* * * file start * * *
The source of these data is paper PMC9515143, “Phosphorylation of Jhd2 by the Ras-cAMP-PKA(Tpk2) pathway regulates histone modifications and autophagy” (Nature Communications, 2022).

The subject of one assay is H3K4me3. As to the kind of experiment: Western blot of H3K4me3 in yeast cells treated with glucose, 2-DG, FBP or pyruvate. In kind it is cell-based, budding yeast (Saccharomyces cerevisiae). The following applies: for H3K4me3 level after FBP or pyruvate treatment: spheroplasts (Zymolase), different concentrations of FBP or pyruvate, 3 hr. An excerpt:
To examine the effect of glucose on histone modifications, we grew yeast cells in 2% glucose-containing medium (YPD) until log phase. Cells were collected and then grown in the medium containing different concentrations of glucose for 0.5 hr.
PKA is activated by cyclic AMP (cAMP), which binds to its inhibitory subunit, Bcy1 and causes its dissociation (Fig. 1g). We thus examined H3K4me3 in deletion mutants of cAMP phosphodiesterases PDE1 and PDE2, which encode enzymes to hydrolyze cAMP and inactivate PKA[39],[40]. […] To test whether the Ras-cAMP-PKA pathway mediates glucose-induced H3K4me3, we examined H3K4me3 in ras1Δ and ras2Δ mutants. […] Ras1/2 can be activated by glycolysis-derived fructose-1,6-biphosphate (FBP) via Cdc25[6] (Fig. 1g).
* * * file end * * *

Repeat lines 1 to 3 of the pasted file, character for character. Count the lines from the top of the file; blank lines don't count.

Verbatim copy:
The source of these data is paper PMC9515143, “Phosphorylation of Jhd2 by the Ras-cAMP-PKA(Tpk2) pathway regulates histone modifications and autophagy” (Nature Communications, 2022).

The subject of one assay is H3K4me3. As to the kind of experiment: Western blot of H3K4me3 in yeast cells treated with glucose, 2-DG, FBP or pyruvate. In kind it is cell-based, budding yeast (Saccharomyces cerevisiae). The following applies: for H3K4me3 level after FBP or pyruvate treatment: spheroplasts (Zymolase), different concentrations of FBP or pyruvate, 3 hr. An excerpt:
To examine the effect of glucose on histone modifications, we grew yeast cells in 2% glucose-containing medium (YPD) until log phase. Cells were collected and then grown in the medium containing different concentrations of glucose for 0.5 hr.